Ted's teaching points

14th April 2000 at 01:00
Is age associated with wisdom, or with a cantankerous manner? In some societies and families, older people are highly respected, in others they are regarded as a liability. This picture of elderly people around the world opens a fascinating series of possibilities, from the psychology of personality to ancestor worship.

Ages and stages

Complete the sentence "Old people are . . ." What sort of words and phrases do children use: are they positive or negative? What older people do you know (grandparents, neighbours)? What do you know about the times they have lived through (wars, unemployment, prosperity, quieter lifestyle)? Work out your own stages for the human life cycle. How many do you get and what are they (Shakespeare's seven ages; the commonly used four ages: childhood and education; work; retirement; infirmity)?


Look at the pictures and make guesses about the people's personality. Are they happy, sad, wise, tired, despairing, reflective, good humoured? How do you know, and how confident are you that you're right? What does "personality" mean to you? Think of commonly used opposites (extrovert introvert, organised slipshod, reliableunreliable, toughsensitive, confidentinsecure, dependent independent, friendlyaloof). What are you?


These people come from all over the world, so how different do you think their lifestyles are?What can you tell from the pictures (customs such as neck bracelets, smoking, clothing, bearded or clean-shaven men, hot or cold climate)? Choose one person that you would most like to talk to. Why did you choose that one? What would you talk about?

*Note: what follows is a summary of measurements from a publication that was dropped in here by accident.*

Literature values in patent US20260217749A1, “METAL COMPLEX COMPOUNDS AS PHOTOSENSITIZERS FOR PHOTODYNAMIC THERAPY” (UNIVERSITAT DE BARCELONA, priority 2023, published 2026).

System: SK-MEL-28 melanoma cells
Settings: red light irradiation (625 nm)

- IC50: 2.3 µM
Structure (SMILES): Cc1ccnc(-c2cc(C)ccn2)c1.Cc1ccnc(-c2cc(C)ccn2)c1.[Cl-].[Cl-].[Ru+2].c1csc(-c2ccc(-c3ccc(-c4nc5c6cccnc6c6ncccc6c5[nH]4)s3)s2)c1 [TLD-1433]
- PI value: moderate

(a) You meet one of the people in the picture. Report your conversation about their life and background. (b) Write speech bubbles (kind, not cruel) for some of the pictures.


Children and old people oftenhave an affinity. But do age andwisdom increase together, orare older people stuck in abygone age?


Older people are wiser as they have been around longer, seen and done more. We can learn a lot from their successes and mistakes, which is why some societies revere old age. Times used to be hard - clothes scrubbed by hand, no technology, wars, unemployment - and old people had to be resourceful to survive, so we should respect their experience and views.


Age doesn't guarantee wisdom. The old are as different as the young. They may be rooted in the past, defending practices that are no longer necessary, like mending something when it would be cheaper to buy a brand new one. They don't always understand what is happening today: few can handle computers, for example, so they may condemn anything novel. Society moves much faster now. They are out of touch.

Subscribe to get access to the content on this page.

If you are already a Tes/ Tes Scotland subscriber please log in with your username or email address to get full access to our back issues, CPD library and membership plus page.

Not a subscriber? Find out more about our subscription offers.
Subscribe now
Existing subscriber?
Enter subscription number


The guide by your side – ensuring you are always up to date with the latest in education.

Get Tes magazine online and delivered to your door. Stay up to date with the latest research, teacher innovation and insight, plus classroom tips and techniques with a Tes magazine subscription.
With a Tes magazine subscription you get exclusive access to our CPD library. Including our New Teachers’ special for NQTS, Ed Tech, How to Get a Job, Trip Planner, Ed Biz Special and all Tes back issues.

Subscribe now